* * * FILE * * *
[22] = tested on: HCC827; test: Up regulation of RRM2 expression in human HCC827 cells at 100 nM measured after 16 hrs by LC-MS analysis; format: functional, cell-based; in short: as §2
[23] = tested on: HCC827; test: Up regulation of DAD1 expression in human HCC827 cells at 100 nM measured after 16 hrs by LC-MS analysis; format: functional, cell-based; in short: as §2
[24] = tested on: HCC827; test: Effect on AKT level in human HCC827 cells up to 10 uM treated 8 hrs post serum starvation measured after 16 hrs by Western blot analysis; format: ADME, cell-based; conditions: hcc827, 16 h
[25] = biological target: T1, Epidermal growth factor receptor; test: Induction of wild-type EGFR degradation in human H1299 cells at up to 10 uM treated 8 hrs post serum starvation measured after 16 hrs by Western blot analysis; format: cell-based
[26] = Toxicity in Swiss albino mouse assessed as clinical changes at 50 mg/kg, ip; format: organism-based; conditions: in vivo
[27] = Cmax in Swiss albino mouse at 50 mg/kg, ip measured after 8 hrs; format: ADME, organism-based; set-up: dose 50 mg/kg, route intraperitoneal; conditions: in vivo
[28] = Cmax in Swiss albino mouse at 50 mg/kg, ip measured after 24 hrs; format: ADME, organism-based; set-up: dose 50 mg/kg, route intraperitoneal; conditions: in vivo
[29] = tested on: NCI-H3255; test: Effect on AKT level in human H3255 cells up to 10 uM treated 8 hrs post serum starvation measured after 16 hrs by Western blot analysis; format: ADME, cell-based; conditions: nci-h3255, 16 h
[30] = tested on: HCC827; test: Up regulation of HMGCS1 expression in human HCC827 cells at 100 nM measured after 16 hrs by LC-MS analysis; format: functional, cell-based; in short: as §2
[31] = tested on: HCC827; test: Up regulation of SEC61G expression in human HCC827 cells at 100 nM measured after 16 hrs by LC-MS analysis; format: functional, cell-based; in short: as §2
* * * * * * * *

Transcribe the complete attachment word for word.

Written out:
[22] = tested on: HCC827; test: Up regulation of RRM2 expression in human HCC827 cells at 100 nM measured after 16 hrs by LC-MS analysis; format: functional, cell-based; in short: as §2
[23] = tested on: HCC827; test: Up regulation of DAD1 expression in human HCC827 cells at 100 nM measured after 16 hrs by LC-MS analysis; format: functional, cell-based; in short: as §2
[24] = tested on: HCC827; test: Effect on AKT level in human HCC827 cells up to 10 uM treated 8 hrs post serum starvation measured after 16 hrs by Western blot analysis; format: ADME, cell-based; conditions: hcc827, 16 h
[25] = biological target: T1, Epidermal growth factor receptor; test: Induction of wild-type EGFR degradation in human H1299 cells at up to 10 uM treated 8 hrs post serum starvation measured after 16 hrs by Western blot analysis; format: cell-based
[26] = Toxicity in Swiss albino mouse assessed as clinical changes at 50 mg/kg, ip; format: organism-based; conditions: in vivo
[27] = Cmax in Swiss albino mouse at 50 mg/kg, ip measured after 8 hrs; format: ADME, organism-based; set-up: dose 50 mg/kg, route intraperitoneal; conditions: in vivo
[28] = Cmax in Swiss albino mouse at 50 mg/kg, ip measured after 24 hrs; format: ADME, organism-based; set-up: dose 50 mg/kg, route intraperitoneal; conditions: in vivo
[29] = tested on: NCI-H3255; test: Effect on AKT level in human H3255 cells up to 10 uM treated 8 hrs post serum starvation measured after 16 hrs by Western blot analysis; format: ADME, cell-based; conditions: nci-h3255, 16 h
[30] = tested on: HCC827; test: Up regulation of HMGCS1 expression in human HCC827 cells at 100 nM measured after 16 hrs by LC-MS analysis; format: functional, cell-based; in short: as §2
[31] = tested on: HCC827; test: Up regulation of SEC61G expression in human HCC827 cells at 100 nM measured after 16 hrs by LC-MS analysis; format: functional, cell-based; in short: as §2